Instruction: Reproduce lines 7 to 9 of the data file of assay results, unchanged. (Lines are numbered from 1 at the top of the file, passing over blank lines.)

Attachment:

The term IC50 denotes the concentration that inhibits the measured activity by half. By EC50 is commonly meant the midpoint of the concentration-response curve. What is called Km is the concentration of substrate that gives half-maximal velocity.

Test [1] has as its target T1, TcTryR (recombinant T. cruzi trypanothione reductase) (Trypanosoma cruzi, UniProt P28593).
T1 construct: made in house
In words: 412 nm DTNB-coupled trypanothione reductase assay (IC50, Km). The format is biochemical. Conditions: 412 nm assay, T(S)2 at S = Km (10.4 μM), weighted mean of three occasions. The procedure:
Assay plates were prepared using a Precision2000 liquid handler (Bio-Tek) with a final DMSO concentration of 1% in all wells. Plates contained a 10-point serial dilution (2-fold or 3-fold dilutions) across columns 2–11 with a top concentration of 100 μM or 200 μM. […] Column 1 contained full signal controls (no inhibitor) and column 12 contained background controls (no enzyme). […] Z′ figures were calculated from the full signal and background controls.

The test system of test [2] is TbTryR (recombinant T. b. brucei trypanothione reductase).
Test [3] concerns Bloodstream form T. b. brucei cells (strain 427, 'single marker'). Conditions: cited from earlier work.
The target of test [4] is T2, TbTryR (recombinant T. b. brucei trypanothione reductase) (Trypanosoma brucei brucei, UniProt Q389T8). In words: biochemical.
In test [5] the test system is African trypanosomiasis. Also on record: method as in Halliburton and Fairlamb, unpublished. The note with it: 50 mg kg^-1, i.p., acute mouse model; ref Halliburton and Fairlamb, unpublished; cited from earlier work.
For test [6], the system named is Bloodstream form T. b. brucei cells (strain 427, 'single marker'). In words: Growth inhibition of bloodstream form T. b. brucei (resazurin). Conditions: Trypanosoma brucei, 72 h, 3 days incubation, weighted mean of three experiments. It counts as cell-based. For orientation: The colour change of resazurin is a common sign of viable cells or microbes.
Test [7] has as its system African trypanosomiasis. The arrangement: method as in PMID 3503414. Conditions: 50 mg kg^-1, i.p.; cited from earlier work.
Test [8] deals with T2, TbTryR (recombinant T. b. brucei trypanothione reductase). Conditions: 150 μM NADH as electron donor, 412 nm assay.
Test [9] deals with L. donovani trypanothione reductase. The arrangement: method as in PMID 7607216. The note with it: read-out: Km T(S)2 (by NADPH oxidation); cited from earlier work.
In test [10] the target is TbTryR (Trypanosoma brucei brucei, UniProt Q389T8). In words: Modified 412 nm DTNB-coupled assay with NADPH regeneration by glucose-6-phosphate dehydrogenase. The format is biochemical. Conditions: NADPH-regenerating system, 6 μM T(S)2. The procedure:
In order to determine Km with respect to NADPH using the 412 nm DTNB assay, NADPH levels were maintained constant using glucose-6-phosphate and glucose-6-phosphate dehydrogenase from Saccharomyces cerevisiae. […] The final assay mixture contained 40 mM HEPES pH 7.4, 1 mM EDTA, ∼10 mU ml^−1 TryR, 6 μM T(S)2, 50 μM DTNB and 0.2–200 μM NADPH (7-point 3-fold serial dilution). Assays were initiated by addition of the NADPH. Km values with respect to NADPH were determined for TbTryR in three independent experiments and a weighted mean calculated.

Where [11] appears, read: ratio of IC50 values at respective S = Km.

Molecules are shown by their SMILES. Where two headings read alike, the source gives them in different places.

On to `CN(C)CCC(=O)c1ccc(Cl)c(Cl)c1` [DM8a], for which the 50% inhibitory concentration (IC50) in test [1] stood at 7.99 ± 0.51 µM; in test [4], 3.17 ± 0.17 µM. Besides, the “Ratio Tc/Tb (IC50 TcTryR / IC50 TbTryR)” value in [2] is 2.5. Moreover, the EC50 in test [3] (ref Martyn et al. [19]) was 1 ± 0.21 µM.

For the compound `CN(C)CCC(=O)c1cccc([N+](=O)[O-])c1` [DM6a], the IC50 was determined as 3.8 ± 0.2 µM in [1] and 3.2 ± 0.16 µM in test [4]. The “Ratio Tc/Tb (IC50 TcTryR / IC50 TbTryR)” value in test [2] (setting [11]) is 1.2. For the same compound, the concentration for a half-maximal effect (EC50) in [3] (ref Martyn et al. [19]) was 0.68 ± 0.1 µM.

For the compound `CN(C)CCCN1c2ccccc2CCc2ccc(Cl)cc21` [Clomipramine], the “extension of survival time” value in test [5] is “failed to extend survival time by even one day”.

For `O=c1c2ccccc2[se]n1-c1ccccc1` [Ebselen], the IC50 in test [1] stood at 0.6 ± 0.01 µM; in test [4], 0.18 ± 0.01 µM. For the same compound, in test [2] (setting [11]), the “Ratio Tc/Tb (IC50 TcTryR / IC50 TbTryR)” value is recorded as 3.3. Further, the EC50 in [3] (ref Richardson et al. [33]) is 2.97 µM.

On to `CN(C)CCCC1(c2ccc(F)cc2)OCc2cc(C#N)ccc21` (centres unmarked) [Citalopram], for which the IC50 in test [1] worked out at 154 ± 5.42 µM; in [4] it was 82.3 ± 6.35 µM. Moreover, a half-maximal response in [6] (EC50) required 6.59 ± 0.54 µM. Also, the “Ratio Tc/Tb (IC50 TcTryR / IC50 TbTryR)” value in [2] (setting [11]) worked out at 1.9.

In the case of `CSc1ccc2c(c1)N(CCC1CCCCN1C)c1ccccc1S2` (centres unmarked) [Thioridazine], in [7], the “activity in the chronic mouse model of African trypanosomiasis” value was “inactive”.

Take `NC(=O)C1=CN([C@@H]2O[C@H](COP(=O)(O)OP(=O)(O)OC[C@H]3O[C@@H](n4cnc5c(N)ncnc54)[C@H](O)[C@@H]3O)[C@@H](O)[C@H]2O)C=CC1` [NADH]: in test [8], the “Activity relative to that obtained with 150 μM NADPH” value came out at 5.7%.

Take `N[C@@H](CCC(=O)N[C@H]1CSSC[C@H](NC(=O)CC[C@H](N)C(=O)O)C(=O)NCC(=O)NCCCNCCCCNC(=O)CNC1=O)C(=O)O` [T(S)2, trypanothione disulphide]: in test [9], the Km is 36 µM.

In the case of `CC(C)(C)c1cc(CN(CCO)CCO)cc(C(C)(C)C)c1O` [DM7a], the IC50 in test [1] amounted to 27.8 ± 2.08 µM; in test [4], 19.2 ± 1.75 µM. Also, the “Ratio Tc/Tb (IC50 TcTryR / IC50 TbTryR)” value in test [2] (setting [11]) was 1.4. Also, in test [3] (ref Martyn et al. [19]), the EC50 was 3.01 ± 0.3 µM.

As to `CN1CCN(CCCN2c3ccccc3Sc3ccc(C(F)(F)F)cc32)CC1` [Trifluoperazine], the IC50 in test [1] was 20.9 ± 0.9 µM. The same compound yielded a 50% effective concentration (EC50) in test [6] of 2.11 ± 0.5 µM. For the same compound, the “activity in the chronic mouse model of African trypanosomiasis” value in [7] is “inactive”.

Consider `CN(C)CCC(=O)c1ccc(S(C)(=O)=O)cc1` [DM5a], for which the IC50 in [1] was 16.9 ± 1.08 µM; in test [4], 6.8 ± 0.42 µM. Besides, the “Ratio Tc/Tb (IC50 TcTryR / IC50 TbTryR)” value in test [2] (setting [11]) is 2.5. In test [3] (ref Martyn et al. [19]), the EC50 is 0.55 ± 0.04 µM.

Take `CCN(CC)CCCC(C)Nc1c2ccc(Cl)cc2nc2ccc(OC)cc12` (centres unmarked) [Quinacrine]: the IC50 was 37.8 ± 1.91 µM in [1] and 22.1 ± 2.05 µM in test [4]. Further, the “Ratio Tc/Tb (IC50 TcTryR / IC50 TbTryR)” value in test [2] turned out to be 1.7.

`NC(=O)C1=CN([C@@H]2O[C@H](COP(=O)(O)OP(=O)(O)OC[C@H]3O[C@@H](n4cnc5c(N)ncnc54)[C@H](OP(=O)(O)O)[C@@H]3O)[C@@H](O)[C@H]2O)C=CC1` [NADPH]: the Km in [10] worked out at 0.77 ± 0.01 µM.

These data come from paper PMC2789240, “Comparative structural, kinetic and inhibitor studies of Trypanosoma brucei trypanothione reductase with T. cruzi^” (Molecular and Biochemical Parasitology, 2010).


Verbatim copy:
Test [3] concerns Bloodstream form T. b. brucei cells (strain 427, 'single marker'). Conditions: cited from earlier work.
The target of test [4] is T2, TbTryR (recombinant T. b. brucei trypanothione reductase) (Trypanosoma brucei brucei, UniProt Q389T8). In words: biochemical.
In test [5] the test system is African trypanosomiasis. Also on record: method as in Halliburton and Fairlamb, unpublished. The note with it: 50 mg kg^-1, i.p., acute mouse model; ref Halliburton and Fairlamb, unpublished; cited from earlier work.